Increasing KYC-C Risks in the Eurozone?

Anyone who works in the anti-money laundering area in financial services knows that European regulators have been placing an extreme focus on correspondent banking the past few years. This push follows the theme of transparency in the payments and corporate ownership areas that regulators have been scrutinizing. Correspondent banking was the first area to really feel this though, because it is an area where opaqueness in financial transactions is common. Thus the idea of “KYC-C” was born - “Know Your Correspondent’s Correspondent.”

But what are financial organizations doing about correspondent banking today in Europe – and are we beginning to see the end of the push?

KYC-C is emerging globally for financial institutions — not just awareness of how their correspondents are trading from a geographic and business perspective, but also how their correspondent's correspondents are trading. This requires an extra level of sophistication, not to mention more time dedicated to reviewing KYC-C data and transactions money flows. Some of the things that need to be reviewed include “Is the correspondent bank receiving the correct mix of international transactions as they indicated they would?” and “Are they sending money out in the correct mix?” Financial institutions also need to check that the business areas served continue to fit the appropriate profiles. All of these are main factors to be considered for financial institutions who work in the correspondent banking field.

The difficult part is trying to determine how your correspondent banking partner is conducting their business and if it aligns to what you expect of them. The level of due diligence required to on board and maintain a correspondent relationship is also increasing, making these types of relationships extremely expensive to maintain. So what can financial institutions do to maintain their correspondent banking network while monitoring for changes that could affect how they work with the correspondent in the future?

Onboarding and monitoring are two key areas where financial institutions should prioritize when dealing with the problem:

Onboarding: Onboarding a new correspondent bank is an extremely time and cost intensive process. Some of the critical areas that require special attention include:

  • Integrate onboarding to your core customer onboarding program. Correspondent banks should be part of your entity onboarding process. They should have their own distinct flow, but questionnaires, document requests, data validation, etc. should be utilized and run through your centralized risk assessment program.
  • Use a KYC-C data utility. Often the biggest delay in onboarding a correspondent bank is waiting on documents from the correspondent. Many organizations now operate KYC-C utilities which are housing documents of incorporation, patriot certifications, Wolfsburg group questionnaires, and more, in a centralized manner which enables you to get the documents securely, and quickly.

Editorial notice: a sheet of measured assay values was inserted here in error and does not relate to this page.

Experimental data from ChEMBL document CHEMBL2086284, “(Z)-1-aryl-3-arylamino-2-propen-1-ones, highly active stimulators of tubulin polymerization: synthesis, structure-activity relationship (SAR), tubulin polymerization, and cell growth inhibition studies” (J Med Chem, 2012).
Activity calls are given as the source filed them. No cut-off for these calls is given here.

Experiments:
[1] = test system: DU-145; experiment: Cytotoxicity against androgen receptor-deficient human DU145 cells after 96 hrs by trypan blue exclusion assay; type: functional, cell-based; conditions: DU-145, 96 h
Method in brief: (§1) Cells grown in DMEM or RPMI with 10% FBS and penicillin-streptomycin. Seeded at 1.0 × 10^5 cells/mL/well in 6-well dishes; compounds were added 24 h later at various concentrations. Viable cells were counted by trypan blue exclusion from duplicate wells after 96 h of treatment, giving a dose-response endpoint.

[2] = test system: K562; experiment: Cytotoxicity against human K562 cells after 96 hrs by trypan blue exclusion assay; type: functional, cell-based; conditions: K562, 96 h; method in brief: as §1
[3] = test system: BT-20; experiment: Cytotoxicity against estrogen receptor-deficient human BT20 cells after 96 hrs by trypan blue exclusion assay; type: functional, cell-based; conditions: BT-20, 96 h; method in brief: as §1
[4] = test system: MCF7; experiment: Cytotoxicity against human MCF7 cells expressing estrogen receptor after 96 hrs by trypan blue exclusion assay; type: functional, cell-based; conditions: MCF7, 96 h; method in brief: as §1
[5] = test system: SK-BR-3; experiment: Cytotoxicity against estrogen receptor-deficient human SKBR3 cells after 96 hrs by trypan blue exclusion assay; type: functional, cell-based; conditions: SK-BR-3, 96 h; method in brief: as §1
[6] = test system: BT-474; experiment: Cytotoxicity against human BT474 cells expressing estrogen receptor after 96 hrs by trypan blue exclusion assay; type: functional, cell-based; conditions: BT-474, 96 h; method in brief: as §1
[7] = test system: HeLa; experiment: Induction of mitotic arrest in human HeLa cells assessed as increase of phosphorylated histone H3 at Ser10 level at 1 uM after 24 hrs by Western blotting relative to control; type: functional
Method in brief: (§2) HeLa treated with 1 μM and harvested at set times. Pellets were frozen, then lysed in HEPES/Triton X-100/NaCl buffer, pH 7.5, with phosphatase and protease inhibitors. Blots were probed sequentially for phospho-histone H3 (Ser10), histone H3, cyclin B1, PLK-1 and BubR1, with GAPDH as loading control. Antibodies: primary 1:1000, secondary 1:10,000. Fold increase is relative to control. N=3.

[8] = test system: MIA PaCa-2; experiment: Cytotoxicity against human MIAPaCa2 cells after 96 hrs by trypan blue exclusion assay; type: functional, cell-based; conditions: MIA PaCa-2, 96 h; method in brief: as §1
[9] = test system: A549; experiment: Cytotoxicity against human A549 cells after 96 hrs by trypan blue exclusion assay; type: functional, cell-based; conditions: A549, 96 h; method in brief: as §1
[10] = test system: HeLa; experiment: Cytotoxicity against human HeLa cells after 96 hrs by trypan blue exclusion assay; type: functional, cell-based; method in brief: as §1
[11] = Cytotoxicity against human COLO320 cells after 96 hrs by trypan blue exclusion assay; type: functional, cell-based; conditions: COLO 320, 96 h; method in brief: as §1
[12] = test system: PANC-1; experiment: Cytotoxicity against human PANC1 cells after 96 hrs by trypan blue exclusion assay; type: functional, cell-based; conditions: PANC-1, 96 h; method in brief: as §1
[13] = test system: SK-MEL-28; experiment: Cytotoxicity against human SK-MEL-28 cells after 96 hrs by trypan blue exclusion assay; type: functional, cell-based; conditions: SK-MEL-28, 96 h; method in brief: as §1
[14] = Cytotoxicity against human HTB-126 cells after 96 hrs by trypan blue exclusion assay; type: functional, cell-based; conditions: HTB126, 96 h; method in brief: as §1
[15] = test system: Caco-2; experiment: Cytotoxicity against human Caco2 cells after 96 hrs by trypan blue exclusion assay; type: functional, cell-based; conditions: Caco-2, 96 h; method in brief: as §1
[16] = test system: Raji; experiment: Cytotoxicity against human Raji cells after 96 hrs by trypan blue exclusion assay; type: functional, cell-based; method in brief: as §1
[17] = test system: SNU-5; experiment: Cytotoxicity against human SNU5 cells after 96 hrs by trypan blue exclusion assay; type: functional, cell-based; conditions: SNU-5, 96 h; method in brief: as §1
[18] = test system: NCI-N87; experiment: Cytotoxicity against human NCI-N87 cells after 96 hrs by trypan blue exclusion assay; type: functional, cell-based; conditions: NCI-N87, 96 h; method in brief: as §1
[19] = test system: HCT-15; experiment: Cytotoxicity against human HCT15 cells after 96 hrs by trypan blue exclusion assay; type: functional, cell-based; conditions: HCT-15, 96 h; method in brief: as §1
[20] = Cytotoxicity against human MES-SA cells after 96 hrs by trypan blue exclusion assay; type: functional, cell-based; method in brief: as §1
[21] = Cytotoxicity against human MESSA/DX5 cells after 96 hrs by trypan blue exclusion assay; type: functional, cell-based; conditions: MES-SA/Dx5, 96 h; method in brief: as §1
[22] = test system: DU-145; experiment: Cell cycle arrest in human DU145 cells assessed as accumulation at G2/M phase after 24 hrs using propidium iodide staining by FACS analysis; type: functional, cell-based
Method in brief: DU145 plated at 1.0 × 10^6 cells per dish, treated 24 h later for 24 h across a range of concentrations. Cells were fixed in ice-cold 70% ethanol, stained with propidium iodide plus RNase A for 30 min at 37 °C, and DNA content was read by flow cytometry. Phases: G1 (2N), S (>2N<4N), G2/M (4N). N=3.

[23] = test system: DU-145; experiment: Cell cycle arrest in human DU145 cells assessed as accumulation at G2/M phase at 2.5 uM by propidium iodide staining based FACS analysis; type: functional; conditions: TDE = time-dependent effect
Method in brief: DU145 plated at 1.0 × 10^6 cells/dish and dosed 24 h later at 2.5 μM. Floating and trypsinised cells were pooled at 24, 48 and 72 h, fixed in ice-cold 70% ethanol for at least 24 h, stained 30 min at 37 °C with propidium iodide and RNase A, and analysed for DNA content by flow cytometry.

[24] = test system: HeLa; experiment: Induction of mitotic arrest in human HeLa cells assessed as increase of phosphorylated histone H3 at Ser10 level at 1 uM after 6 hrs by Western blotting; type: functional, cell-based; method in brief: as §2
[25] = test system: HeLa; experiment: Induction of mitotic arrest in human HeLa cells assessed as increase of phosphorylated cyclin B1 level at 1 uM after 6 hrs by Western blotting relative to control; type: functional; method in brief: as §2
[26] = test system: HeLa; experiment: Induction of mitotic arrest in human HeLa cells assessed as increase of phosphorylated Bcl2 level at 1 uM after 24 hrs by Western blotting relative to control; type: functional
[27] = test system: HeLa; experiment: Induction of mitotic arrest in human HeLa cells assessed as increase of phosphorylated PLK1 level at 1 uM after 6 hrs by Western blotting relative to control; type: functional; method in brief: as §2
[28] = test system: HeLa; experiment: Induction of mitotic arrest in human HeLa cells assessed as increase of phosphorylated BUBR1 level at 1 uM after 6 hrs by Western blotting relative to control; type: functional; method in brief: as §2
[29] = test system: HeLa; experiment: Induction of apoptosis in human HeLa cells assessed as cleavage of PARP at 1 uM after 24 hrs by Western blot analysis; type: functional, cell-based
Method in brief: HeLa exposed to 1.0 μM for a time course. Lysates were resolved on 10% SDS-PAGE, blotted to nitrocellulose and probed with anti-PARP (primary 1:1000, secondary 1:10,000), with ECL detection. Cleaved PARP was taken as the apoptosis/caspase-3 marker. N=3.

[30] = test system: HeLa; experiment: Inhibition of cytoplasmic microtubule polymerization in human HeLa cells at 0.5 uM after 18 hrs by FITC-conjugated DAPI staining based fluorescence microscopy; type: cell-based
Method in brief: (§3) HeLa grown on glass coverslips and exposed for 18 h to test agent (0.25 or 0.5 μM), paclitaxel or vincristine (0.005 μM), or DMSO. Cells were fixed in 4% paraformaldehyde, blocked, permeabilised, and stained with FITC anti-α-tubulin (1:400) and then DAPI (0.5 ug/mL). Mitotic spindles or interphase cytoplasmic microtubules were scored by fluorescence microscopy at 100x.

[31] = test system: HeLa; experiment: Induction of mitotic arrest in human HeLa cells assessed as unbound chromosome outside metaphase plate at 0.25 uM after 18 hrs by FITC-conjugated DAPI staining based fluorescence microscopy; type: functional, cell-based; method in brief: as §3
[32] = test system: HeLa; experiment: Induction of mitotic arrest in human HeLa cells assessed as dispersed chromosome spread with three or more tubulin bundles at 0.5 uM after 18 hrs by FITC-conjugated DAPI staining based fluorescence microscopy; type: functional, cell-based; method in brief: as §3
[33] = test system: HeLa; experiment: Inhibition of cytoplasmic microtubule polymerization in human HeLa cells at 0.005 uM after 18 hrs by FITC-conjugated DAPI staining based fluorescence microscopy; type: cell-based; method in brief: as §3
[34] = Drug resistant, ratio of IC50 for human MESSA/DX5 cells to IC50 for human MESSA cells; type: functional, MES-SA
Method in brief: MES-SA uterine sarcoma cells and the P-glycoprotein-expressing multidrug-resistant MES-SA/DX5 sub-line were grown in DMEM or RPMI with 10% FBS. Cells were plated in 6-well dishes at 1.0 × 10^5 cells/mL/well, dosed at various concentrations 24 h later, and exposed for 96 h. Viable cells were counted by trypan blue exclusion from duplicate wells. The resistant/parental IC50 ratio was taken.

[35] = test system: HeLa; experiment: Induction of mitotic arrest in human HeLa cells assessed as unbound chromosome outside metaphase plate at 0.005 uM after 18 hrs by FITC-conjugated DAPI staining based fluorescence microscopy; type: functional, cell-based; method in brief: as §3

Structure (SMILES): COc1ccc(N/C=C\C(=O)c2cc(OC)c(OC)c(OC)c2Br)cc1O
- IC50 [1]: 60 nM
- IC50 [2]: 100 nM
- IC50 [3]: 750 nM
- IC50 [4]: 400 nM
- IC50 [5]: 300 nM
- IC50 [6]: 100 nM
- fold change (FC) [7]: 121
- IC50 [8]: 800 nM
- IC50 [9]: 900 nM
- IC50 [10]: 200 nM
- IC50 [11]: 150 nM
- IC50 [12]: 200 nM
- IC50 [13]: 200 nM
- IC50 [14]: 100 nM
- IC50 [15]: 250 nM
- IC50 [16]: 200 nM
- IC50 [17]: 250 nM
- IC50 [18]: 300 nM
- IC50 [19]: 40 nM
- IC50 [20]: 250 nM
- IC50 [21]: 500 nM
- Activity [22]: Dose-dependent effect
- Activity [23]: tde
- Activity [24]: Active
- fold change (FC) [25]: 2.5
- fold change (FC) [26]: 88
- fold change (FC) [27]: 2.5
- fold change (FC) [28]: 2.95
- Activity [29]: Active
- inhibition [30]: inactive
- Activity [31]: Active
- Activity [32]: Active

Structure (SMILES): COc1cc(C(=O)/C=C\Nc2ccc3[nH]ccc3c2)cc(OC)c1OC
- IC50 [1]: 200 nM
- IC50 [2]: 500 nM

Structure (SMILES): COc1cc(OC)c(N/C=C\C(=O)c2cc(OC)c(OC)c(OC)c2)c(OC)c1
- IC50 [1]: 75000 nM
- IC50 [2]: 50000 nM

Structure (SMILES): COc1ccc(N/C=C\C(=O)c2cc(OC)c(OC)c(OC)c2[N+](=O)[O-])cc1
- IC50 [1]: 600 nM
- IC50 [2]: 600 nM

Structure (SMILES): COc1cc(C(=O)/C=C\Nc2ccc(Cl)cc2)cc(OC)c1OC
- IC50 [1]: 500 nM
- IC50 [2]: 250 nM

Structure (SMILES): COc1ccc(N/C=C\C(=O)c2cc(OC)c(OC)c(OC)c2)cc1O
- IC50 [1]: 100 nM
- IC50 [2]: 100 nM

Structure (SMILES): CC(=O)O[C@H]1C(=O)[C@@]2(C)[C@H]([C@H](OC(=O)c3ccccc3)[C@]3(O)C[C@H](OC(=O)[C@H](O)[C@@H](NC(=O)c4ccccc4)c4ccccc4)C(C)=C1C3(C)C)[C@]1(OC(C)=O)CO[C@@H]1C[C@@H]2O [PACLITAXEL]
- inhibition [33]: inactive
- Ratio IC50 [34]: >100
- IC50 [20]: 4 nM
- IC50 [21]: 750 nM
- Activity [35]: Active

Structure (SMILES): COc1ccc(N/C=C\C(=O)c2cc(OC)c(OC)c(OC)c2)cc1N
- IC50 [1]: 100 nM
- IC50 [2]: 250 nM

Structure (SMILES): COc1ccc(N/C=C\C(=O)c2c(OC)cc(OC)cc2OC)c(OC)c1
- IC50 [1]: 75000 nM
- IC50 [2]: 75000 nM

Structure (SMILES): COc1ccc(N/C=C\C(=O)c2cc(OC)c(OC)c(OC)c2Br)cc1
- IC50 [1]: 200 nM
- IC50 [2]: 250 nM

• Focus on behaviour: When working with a new correspondent bank, ensure you get clear information on the types of businesses with which they work. Check the mix between cash, check, credit, their geographic spread, and who their correspondents are. This type of information is critical to gather as it will enable you to monitor the correspondent better over time.
     

Monitoring: No longer can you ignore how your correspondents operate after onboarding. Banks must now have a comprehensive monitoring program in place, from behavioural to transactional, which allows the bank to act more quickly when potential risks arise.

  • Transaction monitoring: Currently one of the most under-utilized elements of a KYC-C program within banks, this will continue to be a large focus with regulators going forward. Banks must be utilizing transaction monitoring systems for their KYC-C programs around SWIFT and other payment messaging traffic. Ensure that your system enables monitoring of the payment traffic going to the correspondent banks, while also allowing for monitoring on payment messages where your correspondent is only an intermediary.
  • Customer monitoring: As mentioned above, it’s important to properly on board and get expected behavioural data from your correspondent. While the transaction monitoring system is reviewing payment transactions, your customer risk assessment engine should be monitoring the expected behaviour of your correspondent and looking for things such as volume of messages, expected geographic spread, and other identifying patterns.
  • News & Messaging Monitoring: Further, look to utilize third-party data and analytics to look for instances where the correspondent may be involved in suspicious behaviour that may be uncovered and identified in news sources. Also note that payment traffic analytics from SWIFT, which can show how your correspondent banking partner's messaging traffic looks, should be reviewed as well
     

Overall, financial institutions must closely watch how their correspondent banking network is transacting. Fortunately, there are tools available today which can help financial institutions address the risks posed by correspondent banking networks. The key, though, is working with a provider who can package these multiple elements into a singular experience which provides a complete view of your KYC-C monitoring program. Otherwise, with a disjointed system, you will continue to see break downs in your onboarding and monitoring programs which will then continue to expose needless risk.

 

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